Blyth Scholarship Essay Knights Columbus Jfk Essay
For me, haiku has always been more than a poetic form, or even a literary pursuit, but rather a Way of living awareness—an art of Zen. Charles Trumbull is a haiku poet and historian of haiku, past newsletter editor and president of the Haiku Society of America, editor and publisher of Deep North Press, organizer of Haiku North America 2001 (Chicago), and editor of Modern Haiku since 2006.
 It seems most likely that shortly after he graduated from college, Hackett was involved in a motorcycle accident and was thrown through a plate glass window.
by Charles Trumbull, New Mexico An abandoned board — shaping, sunning, becoming a Shangri-la for bugs.
 Among the more problematic poets associated with the begin- nings of the American haiku movement is James W. He catapulted to international fame in 1964 when a haiku of his took top honors among thousands submitted in the first Japan Air Lines haiku competition.  Hackett sent his work to Blyth, with whom he had begun a correspondence grounded in both men’s conviction that Zen and haiku are inseparable.
At this point, however, Hackett virtually disappeared, apparently publishing nothing and making no public appearances for fifteen years.
He surfaced briefly in 1993 at the time his collection of haiku was republished in America, then submerged again for another ten years until he began to become moderately active in non-American haiku circles. At the time of his greatest fame, in the mid-1960s, his haiku were unquestionably among the best being written outside Japan.
 A letter dated 31 May has “1964” in square brackets, apparently added by Hackett, but it must have been written a year or two earlier than 1964, if only because the “Last letter”—see below—was tentatively dated “[April? Or to put it another way, I would like to get rid of nationalism in culture as well as other things, and have Esquimaux play Othello and Hottentots excel in the organ fugues of Bach. This is all set in type, but after telephoning about it to Mr. Hackett’s haiku, together with Blyth’s consideration of haiku and Zen in English-language poetry, appear in the last chapter of his (II:351–63). They are in no way imitations of Japanese haiku, nor literary diversions. Perhaps to call attention to these verses or differentiate them from “real” haiku?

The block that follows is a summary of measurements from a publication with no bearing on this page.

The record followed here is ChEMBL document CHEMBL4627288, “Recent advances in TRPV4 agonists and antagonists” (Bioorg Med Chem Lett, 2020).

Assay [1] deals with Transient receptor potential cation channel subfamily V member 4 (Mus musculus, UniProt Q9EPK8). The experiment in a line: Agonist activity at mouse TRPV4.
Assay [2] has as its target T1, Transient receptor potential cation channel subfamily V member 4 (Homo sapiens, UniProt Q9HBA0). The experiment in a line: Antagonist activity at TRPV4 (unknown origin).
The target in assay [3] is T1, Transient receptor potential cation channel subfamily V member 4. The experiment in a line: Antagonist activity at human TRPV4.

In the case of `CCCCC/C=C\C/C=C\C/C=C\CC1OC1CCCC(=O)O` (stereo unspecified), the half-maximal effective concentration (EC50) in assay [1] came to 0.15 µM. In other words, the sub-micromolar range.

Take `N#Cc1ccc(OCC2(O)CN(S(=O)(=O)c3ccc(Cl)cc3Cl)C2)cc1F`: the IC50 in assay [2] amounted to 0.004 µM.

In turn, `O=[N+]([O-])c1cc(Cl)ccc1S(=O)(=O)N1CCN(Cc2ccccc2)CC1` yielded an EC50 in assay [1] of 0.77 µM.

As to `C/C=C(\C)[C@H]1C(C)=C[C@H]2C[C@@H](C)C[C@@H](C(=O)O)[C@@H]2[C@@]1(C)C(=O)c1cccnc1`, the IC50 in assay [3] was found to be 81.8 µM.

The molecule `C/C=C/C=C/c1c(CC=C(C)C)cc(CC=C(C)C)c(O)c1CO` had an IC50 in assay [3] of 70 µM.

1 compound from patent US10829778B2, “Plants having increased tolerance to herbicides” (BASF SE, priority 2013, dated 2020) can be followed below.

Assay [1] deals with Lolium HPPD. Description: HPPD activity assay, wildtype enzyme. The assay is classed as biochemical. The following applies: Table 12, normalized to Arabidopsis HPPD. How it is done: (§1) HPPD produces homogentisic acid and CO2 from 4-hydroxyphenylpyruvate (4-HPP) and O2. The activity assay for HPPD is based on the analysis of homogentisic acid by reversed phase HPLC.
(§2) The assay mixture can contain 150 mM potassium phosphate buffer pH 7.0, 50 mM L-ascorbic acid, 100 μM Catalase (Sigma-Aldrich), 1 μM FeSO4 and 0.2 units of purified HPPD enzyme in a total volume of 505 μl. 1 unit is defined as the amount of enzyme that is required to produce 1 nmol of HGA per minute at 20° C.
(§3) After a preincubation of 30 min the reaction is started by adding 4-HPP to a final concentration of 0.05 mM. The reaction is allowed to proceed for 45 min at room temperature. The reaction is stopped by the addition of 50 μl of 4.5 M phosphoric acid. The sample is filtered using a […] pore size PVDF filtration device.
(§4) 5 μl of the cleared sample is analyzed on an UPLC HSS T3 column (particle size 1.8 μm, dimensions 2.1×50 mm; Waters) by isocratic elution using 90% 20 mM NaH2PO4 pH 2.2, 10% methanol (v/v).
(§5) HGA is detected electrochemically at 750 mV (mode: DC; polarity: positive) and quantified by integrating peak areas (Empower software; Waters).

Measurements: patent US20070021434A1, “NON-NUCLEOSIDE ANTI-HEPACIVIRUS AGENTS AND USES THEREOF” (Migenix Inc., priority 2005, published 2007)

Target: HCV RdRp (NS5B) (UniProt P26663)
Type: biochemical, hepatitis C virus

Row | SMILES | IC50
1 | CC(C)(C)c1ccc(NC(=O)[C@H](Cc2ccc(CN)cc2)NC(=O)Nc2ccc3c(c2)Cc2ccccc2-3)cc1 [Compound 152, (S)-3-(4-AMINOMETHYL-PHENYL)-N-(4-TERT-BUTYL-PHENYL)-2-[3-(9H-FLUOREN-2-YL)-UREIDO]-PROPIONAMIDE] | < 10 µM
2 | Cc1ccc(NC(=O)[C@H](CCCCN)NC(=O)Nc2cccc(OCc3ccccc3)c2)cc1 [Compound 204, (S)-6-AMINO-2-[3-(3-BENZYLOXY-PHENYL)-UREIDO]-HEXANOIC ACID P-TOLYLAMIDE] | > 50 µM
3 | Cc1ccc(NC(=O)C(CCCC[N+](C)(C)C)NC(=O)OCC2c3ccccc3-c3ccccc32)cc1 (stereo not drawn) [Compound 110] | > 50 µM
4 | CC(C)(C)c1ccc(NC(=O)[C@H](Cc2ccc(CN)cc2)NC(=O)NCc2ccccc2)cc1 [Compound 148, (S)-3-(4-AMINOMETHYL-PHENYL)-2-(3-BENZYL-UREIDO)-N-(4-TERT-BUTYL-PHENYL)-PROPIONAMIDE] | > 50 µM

1964].” This letter was sent to cover a collection, which Hackett says has not survived, of his haiku that Blyth had marked with symbols to indicate his reactions. Nakatsuchi [of Hokuseido Press], he was more than willing to have an appendix added. Blyth explained: “The following thirty [actually thirty-one] verses are chosen, not altogether at random, from a forthcoming book of haiku by J. They are (aimed at) the Zen experience, the realising, the making real in oneself of the thing-in-itself, impossible to rational thought, but possible, ‘all poets believe’ in experience.” Curiously, the format Blyth used for Hackett’s work was different from that for the Japanese haiku in the History. Four of the haiku selected by Blyth were among those that had been published in ,  a 5 x 7 paperback containing 150 haiku, including all but one of those that had appeared in the Blyth appendix.
Nearby lived three other poets, Christopher Thorsen, David Le Count, and Christopher Herold. According to Hackett, he corresponded with Blyth for five years, until the spring of 1964. Hackett explains why he wrote to Blyth: Significantly, it was not Blyth’s awesome erudition or his intellectual genius that caused me to contact him. After some six months of writing, I sent a collection of my haiku poems in English to Dr. Editors” Note: Part Two will appear in the Spring/Summer Issue, 33:2.
A bright quiet night; Blown by the moon, a pine branch Rests against the wall. He used it in a composite of extracts from Blyth’s letters as endorsements for his later books. The story of Shangri-La is based on the concept of Shambhala, a mystical city in the Tibetan Buddhist tradition.” (accessed Dec. A version of this essay was presented at the Haiku Society of America Quarterly Meeting in Eugene, Ore., March 7, 2009.
In this letter, moreover, Blyth wrote that he was “going to put the best of the verses at the end of my 5th volume of Haiku which I am working on now.” This became his two-volume . ” The chronology of publication would suggest that Hackett’s final communication to Blyth was written within a few months before April 1964. The complete paper, including sections devoted to “That Art Thou” and Hackett’s haiku aesthetics and poetics, is available from the author at 30, 34. Higginson, Cor van den Heuvel, Ikuyo Yoshimura, and David Cobb.
A serious accident in his youth resulted in a redirection of Hackett’s life.
Details are fuzzy, and Hackett’s own descriptions move quickly from sparse facts to mysticism and even melodrama, as in this excerpt from a 2002 speech: At this time, I suffered a life-threatening injury that profoundly changed my values and direction.